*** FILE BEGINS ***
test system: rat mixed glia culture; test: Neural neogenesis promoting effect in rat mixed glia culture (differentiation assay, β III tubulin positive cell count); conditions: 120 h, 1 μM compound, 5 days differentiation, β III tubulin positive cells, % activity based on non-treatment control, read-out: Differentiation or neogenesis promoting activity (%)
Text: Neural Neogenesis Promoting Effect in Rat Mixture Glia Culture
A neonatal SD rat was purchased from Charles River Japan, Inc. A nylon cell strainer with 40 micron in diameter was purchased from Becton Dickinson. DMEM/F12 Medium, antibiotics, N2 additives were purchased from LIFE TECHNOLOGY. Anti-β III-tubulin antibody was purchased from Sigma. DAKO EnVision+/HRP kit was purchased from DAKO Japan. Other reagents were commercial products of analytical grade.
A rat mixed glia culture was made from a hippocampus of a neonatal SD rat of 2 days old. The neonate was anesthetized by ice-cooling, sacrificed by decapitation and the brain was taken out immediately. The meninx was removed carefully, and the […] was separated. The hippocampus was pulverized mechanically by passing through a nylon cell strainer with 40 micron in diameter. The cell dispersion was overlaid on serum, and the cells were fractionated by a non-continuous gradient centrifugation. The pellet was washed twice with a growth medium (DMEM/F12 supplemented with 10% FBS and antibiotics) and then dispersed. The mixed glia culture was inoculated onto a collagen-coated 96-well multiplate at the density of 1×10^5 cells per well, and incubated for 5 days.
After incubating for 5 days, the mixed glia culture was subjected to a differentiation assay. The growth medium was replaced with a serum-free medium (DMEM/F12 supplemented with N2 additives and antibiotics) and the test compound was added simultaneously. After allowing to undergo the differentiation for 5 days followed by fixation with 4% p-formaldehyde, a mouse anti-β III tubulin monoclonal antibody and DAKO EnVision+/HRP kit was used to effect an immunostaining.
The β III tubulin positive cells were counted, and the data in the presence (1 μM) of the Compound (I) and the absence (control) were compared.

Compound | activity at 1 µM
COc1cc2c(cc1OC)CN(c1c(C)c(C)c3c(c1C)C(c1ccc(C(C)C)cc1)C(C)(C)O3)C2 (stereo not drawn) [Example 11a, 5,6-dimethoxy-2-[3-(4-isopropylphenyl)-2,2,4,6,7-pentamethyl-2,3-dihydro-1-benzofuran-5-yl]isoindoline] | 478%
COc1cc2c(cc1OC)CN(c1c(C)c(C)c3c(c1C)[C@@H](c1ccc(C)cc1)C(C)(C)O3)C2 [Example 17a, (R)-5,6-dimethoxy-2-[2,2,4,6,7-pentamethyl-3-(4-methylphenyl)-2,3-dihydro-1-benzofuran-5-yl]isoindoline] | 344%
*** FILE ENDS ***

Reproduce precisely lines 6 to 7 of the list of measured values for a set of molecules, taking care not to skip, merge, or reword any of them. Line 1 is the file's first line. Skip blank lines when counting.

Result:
The β III tubulin positive cells were counted, and the data in the presence (1 μM) of the Compound (I) and the absence (control) were compared.

Compound | activity at 1 µM